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  • Provenance

    Collection of Elaine de Kooning, by descent from the artist
    Acquired from the above by the present owner

  • Exhibited

    Munich, Galerie Thomas, Ernst Ludwig Kirchner & Willem de Kooning Drawings: The Expressionist Line, September 14 - November 3, 2012
    Berlin, Akim Monet GmbH, Side by Side Gallery, The Aggressive Line: Seminal Drawings of Women - de Kooning, E. L. Kirchner, January 18 - March 9, 2013

  • Literature

    Ernst Ludwig Kirchner & Willem de Kooning Drawings: The Expressionist Line, exh. cat., Galerie Thomas, Munich, 2012, plate 7 (illustrated)
    The Aggressive Line: Seminal Drawings of Women - de Kooning, E. L. Kirchner, exh. cat., Akim Monet GmbH, Side by Side Gallery, Berlin, 2013, pp.32-33 (illustrated)

  • Catalogue Essay

    Willem de Kooning’s rapid progression from representational to non-representational painting occurred during the late 1950s into the early 1960s. His legendary Women series over, he began to find inspiration from sources other than the human form, namely that of landscape. In addition, the sharp lines and geometric patterns that had categorized his earlier work began to smooth out into curvatures and fields of space and color. This gave de Kooning’s new work a more reflective element, as it no longer contained the anger and rigor of his earlier paintings and drawings. De Kooning also began to venture into the realm of sculpture, bringing his newly found fluidity and softness into the third dimension. In his works on paper, de Kooning followed the same trajectory: definite figure began to morph into indefinite shape, smoother yet more mysterious than before.

    This is precisely the moment in which de Kooning created Untitled, conceived in the early 1960s. While the general outline of his human figure is clear, we strain to see the shapes of the torso and head that so characterized his earlier paintings. The figure’s left foot even disappears entirely, as if dissolving into abstraction. Though the figure’s left hand bears a resembles to the claws of his past subjects, the gentle waves and soft shapes that make up the figure’s right arm prefigure de Kooning’s period of absolute abstraction that was to come. Through the shadings and smudges of his charcoal, de Kooning gives us a perfect demonstration of an artistic mind mid-evolution, experimenting with approaches to his work. De Kooning was a believer in the intimacy that exists between an observer and a picture, and, through creating a private and quiet moment of charcoal on paper, de Kooning is able to give us a glimpse of his ever-evolving mind.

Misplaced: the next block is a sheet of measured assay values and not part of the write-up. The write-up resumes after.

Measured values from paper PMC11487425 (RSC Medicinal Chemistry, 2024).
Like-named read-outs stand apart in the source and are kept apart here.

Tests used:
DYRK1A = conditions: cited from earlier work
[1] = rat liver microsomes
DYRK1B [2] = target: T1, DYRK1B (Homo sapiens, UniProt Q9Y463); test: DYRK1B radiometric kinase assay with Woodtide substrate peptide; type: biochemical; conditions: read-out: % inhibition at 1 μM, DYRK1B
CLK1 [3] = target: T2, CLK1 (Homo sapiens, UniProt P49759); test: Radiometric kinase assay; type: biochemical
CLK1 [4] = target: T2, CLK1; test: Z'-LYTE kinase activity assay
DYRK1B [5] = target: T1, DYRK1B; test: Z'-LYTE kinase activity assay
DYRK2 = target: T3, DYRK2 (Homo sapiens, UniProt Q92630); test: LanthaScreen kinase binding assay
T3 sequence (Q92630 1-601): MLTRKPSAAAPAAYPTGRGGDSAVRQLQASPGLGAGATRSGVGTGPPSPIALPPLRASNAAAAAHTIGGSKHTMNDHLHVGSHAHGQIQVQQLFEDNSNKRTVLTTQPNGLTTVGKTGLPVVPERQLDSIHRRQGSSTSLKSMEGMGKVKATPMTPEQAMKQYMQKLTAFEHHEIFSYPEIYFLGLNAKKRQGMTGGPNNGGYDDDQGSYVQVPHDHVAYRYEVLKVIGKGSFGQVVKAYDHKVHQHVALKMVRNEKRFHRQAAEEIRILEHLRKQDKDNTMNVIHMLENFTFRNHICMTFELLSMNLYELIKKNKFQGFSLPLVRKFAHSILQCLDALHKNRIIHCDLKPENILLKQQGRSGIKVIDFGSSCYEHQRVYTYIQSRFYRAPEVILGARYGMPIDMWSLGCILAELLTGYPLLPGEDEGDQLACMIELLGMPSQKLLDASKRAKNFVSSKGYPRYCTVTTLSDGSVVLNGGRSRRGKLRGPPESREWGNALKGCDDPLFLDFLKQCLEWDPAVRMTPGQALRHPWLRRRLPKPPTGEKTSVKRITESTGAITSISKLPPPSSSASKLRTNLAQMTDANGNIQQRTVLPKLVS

• Artist Biography

    Willem de Kooning

    American • 1904 - 1997

    Willem de Kooning was born in Rotterdam, the Netherlands, and moved to the United States in his early 20s, arriving in Manhattan by 1927. A founding member of the Abstract Expressionist movement in New York, de Kooning was a contemporary of painters Jackson Pollock, Franz Kline and of course his wife, Elaine de Kooning. 

    Known for having stated “flesh is the reason why oil painting was invented,” de Kooning’s work often evokes the human body--even as some of his contemporaries moved towards pure abstraction. Like the other Abstract Expressionists, de Kooning was a proponent of “Action Painting,” which emphasized the physical aspect of their work, eschewing the idea that painting was necessarily a careful, precise art form. By the 1960s, the artist was living and working out of his farmhouse on Long Island, and he managed to breathe new life into his work after decades in an urban environment. Though he was no longer a public figure at that time, the resultant body of works that he produced from 1975 through 1977 are among his most renowned, both critically and in the marketplace – his auction records since 2006 have been works from this period. Following a prolonged battle with Alzheimer’s, the artist made his last work in 1991 and passed away in 1997.

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PROPERTY FROM AN IMPORTANT INTERNATIONAL PRIVATE COLLECTION

159

Untitled

circa 1960s
charcoal on paper
8 7/8 x 11 3/4 in. (22.5 x 29.8 cm.)
Signed "de Kooning" lower right.

Estimate
$60,000 - 80,000 

Contact Specialist
Amanda Stoffel
Head of Sale
[email protected]
+1 212 940 1261

Contemporary Art Day Sale

New York 17 May 2013 10am